For this illustrative example we used the network science co-authorship network

In the followings we will describe the four major steps of the ModuLand method in detail.

In principle, the determination of the influence functions (or indirect impact of a node or link) requires a network-dependent perturbation-flow simulation on the network (as an example, see our PerturLand algorithm in Section IV.2. in the

NodeLand algorithm: starting from a given node _{ij}_{s}

LinkLand algorithm: the LinkLand algorithm, used in our module determinations of the main text below, differs from the NodeLand algorithm in two points.

In the LinkLand algorithm the influence functions are assigned to starting links instead of starting nodes, thus initially

In contrast to the NodeLand algorithm, while calculating the influence function the weight of the starting link (

On undirected networks we prefer to use the LinkLand algorithm, which is found to provide an acceptable compromise between precision and speed. Identification of the influence function of a node or link in the case of NodeLand and LinkLand algorithms is structurally similar to a breadth-first search, therefore the worst-case runtime complexity of the two algorithms for all nodes or links is

As an example for the results obtained by the LinkLand algorithm,

In order to find the regions with nodes mutually having a relatively large influence on each other, we calculate the sum of the individual influence functions on a given network link resulting in the

Here we present two main approaches of hill-determination suitable for the determination of modules.

Centrality threshold based hills: as a natural choice, hills may be identified as the connected components of the community landscape above a given threshold. This approach results in distinct network modules without overlaps, like in case of the widely used Girvan and Newman method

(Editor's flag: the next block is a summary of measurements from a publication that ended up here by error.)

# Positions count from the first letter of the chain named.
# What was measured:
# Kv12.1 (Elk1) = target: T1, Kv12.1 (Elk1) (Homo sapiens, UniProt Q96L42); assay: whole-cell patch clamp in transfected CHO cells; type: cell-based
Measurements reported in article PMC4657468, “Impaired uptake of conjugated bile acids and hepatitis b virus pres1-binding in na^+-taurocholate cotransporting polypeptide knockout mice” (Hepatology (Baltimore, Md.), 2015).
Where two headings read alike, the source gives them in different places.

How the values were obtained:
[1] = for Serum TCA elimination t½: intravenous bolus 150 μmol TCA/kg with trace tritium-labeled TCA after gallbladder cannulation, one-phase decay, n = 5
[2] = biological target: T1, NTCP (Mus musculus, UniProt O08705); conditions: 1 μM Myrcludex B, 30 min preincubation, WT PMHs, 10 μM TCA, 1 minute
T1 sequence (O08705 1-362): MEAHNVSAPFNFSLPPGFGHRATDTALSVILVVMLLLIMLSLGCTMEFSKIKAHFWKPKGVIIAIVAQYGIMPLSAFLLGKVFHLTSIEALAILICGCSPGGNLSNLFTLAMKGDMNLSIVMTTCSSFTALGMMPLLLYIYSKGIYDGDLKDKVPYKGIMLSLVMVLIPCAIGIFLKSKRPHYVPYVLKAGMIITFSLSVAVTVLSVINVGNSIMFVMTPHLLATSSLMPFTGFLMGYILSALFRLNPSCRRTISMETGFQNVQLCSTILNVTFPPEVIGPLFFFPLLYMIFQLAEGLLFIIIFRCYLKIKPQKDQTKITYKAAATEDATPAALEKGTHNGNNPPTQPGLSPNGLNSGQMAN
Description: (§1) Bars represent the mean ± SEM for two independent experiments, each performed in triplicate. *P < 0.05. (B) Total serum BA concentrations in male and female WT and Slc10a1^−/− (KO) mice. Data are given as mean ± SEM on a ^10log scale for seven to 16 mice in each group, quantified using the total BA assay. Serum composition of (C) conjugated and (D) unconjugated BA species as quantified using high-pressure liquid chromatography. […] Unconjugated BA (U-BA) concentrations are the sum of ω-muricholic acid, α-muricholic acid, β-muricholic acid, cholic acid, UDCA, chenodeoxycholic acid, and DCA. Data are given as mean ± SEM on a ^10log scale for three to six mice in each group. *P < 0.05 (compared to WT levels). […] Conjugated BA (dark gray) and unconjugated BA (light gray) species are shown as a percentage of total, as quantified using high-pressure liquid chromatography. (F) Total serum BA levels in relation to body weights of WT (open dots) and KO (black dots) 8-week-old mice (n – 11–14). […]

Local maxima based hills: in this method we start the identification of the modules by finding the module centers, which are identical with the hill-tops or local maxima of the community landscape, defined as follows:

Undirected networks: A hill-top of the community landscape contains all connected links having the same, locally maximal centrality value, while having all of their neighboring links with lower centrality values.

Directed networks: The definition of hill-tops is more complicated in directed networks, but we also show it here for clarity. Let the outbound links of a link

By this definition the number of local maxima automatically yields the number of modules, and at the same time all small and large modules are identified simultaneously. This is in strong contrast to the previously described threshold-based approach, which often needs special criteria to determine the threshold value.

At this stage only the central links or plateaus of the modules have been identified. In the next step, the modules will be extended towards lower regions of the community landscape. We have developed several methods for this extension process detailed in Section V.2. in the

ProportionalHill method for the determination of network modules: here we present the algorithm of the ProportionalHill method for undirected networks, while the analogous directed version can be found in Section V.2.b. in the

If we need smaller or larger overlaps between the modules, than those obtained with the ProportionalHill method, we may use the GradientHill or TotalHill methods, respectively, as described in Section V.2. in the

Optionally, a higher level hierarchical representation of the network can also be created, where the nodes of the higher level correspond to the modules of the original network, and the links of the higher level correspond to the overlaps between the respective modules (